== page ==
Wednesday, August 02, 2017

The Rise of Opioid Overdoses


US Senator for Utah Mike Lee has released an interactive map showing Unintentional Opioid Overdose Deaths. The map uses mortality data from the Centers for Disease Control and Prevention.

The senator's Leaflet map shows the rise in opioid overdose deaths at county level from 1979 to 2015. Using the timeline you can select to view the number of overdose deaths for any five year period in these years. If you press the play button you can view an animated loop of the data from 1979 to 2015.

You can click on a county on the map to view the county death rate per 100,000 inhabitants for any of the mapped five year periods. Some counties are grayed out on the map for confidentiality reasons. This is where the number of deaths is so small that the deceased could be easily identified.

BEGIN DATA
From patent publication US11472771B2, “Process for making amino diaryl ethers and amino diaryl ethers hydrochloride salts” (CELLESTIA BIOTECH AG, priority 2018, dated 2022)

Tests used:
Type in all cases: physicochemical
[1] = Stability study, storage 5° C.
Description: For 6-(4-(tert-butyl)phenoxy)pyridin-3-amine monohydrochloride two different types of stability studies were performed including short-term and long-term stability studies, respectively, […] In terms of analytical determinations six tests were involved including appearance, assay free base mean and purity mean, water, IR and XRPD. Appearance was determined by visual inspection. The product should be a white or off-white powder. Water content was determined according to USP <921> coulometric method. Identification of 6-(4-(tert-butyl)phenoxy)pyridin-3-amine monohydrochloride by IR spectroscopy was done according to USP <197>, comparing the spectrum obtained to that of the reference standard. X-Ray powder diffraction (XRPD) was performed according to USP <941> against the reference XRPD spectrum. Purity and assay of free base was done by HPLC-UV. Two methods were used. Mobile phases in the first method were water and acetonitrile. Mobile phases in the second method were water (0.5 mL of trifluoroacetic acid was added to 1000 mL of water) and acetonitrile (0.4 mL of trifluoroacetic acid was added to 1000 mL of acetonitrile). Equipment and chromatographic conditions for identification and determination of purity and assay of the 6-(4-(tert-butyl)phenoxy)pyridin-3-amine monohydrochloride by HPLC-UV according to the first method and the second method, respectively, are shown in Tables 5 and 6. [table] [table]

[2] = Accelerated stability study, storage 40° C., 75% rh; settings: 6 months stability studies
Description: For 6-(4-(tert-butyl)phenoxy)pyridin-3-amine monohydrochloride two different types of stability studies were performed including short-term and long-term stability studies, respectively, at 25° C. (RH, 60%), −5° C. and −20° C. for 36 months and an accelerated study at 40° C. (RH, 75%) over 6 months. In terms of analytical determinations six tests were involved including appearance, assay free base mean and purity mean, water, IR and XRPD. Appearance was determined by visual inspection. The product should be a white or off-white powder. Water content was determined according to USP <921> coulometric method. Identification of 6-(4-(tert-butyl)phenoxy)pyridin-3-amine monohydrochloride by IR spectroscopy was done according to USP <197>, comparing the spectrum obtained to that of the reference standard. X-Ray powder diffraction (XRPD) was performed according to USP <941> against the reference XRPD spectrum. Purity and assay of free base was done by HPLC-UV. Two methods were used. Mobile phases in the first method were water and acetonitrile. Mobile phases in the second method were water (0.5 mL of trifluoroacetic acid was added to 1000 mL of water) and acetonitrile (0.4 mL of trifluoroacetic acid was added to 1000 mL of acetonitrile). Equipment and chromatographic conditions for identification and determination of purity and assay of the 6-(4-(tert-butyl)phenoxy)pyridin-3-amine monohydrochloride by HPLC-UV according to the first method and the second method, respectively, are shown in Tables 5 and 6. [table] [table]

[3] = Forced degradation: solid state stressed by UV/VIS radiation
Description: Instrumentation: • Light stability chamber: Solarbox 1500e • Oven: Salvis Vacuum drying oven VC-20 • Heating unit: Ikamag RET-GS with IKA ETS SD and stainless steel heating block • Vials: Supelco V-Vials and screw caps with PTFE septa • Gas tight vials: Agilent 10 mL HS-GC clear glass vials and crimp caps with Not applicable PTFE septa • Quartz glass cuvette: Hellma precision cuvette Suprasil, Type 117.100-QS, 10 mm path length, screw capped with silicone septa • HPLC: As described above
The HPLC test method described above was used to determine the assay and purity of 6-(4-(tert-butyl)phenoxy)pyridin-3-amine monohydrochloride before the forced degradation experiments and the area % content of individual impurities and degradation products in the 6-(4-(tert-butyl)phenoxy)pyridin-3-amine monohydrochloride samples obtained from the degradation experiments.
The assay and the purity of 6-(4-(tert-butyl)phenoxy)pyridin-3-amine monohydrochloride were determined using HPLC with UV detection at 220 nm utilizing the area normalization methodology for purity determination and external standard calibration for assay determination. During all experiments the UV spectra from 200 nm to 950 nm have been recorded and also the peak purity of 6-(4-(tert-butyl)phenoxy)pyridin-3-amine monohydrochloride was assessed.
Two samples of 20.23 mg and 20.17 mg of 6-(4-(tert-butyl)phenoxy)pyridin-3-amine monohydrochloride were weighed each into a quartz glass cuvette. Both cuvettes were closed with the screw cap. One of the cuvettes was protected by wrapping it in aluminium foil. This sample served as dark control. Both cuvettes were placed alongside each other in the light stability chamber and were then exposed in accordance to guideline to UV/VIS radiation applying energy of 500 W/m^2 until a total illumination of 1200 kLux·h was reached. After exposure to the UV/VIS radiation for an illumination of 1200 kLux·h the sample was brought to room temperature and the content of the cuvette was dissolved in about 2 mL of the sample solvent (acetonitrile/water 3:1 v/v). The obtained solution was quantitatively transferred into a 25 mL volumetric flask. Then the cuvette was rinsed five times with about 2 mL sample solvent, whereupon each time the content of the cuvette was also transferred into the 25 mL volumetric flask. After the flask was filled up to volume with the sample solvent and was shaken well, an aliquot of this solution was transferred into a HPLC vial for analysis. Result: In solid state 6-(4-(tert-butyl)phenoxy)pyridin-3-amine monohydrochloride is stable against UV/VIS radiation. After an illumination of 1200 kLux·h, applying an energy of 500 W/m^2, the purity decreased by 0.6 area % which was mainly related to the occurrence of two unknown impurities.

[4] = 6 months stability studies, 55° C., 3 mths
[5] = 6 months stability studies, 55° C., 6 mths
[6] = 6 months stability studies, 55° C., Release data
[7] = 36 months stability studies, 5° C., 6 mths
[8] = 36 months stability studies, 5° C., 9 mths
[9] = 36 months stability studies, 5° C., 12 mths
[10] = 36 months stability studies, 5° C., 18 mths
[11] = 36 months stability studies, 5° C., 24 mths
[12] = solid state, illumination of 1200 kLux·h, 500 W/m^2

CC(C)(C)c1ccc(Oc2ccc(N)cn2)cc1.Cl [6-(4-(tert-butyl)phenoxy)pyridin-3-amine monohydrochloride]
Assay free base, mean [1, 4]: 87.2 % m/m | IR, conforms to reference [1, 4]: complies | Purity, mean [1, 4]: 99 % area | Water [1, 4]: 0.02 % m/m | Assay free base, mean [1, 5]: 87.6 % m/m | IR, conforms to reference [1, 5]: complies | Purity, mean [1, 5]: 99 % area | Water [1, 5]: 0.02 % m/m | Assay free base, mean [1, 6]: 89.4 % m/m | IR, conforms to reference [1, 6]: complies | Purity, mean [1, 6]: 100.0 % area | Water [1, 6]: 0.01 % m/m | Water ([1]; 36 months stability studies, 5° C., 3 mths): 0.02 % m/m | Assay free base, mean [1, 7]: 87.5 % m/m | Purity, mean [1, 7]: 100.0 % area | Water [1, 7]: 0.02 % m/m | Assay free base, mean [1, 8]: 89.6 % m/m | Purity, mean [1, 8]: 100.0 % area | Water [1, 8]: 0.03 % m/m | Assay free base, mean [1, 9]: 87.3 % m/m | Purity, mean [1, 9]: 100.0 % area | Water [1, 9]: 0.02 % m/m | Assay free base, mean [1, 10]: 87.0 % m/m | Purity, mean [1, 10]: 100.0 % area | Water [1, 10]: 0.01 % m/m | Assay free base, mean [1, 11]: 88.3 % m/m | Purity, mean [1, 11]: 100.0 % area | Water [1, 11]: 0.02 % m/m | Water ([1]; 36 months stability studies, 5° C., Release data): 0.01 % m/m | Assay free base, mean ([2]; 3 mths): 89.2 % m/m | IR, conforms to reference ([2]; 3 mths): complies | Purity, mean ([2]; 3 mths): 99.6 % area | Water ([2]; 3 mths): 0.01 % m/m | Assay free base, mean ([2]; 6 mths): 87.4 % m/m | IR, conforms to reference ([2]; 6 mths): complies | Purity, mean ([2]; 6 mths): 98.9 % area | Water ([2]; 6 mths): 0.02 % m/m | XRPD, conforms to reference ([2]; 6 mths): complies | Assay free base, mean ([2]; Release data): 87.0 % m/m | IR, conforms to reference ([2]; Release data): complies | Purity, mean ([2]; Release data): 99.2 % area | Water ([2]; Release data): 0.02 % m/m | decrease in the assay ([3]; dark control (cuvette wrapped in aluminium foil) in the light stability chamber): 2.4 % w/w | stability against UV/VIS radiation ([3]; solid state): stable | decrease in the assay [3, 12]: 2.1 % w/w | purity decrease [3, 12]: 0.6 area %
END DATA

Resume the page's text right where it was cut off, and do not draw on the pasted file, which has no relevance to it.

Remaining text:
In the USA more people are now killed by drug overdoses than from gun homicides and car accidents. An ESRI Story Map is attempting to highlight and personalize the current prescription drug and heroin epidemic by providing a way for families to share their memories of loved ones who have died from the epidemic.

Celebrating Lost Loved Ones allows anyone to add photographs and memories of an opioid overdose victim to the map. The map was created by ESRI software developer Jeremiah Lindemann, who lost his own brother to the prescription drug and heroin epidemic. You can read more about the map in Jeremiah's blog post Mapping the Prescription Drug and Heroin Epidemic, in which he also links to a few other maps concerned with the current epidemic.
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